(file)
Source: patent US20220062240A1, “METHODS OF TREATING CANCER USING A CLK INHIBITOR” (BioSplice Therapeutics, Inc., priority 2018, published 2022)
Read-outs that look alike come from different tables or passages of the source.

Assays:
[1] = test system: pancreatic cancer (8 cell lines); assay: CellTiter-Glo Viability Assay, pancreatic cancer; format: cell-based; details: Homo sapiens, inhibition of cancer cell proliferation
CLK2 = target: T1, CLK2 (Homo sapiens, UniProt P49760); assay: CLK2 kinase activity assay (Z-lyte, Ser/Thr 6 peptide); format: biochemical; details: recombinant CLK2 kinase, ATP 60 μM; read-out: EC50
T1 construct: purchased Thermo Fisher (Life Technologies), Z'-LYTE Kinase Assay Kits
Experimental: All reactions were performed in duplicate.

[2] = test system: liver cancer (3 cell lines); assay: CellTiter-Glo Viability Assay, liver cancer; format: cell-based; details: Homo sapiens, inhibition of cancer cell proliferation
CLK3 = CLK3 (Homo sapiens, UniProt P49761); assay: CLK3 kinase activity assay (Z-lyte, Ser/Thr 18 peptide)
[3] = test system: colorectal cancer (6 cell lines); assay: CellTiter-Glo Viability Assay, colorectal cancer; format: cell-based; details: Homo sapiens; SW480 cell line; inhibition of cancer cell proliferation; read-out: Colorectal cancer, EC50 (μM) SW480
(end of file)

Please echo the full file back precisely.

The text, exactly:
Source: patent US20220062240A1, “METHODS OF TREATING CANCER USING A CLK INHIBITOR” (BioSplice Therapeutics, Inc., priority 2018, published 2022)
Read-outs that look alike come from different tables or passages of the source.

Assays:
[1] = test system: pancreatic cancer (8 cell lines); assay: CellTiter-Glo Viability Assay, pancreatic cancer; format: cell-based; details: Homo sapiens, inhibition of cancer cell proliferation
CLK2 = target: T1, CLK2 (Homo sapiens, UniProt P49760); assay: CLK2 kinase activity assay (Z-lyte, Ser/Thr 6 peptide); format: biochemical; details: recombinant CLK2 kinase, ATP 60 μM; read-out: EC50
T1 construct: purchased Thermo Fisher (Life Technologies), Z'-LYTE Kinase Assay Kits
Experimental: All reactions were performed in duplicate.

[2] = test system: liver cancer (3 cell lines); assay: CellTiter-Glo Viability Assay, liver cancer; format: cell-based; details: Homo sapiens, inhibition of cancer cell proliferation
CLK3 = CLK3 (Homo sapiens, UniProt P49761); assay: CLK3 kinase activity assay (Z-lyte, Ser/Thr 18 peptide)
[3] = test system: colorectal cancer (6 cell lines); assay: CellTiter-Glo Viability Assay, colorectal cancer; format: cell-based; details: Homo sapiens; SW480 cell line; inhibition of cancer cell proliferation; read-out: Colorectal cancer, EC50 (μM) SW480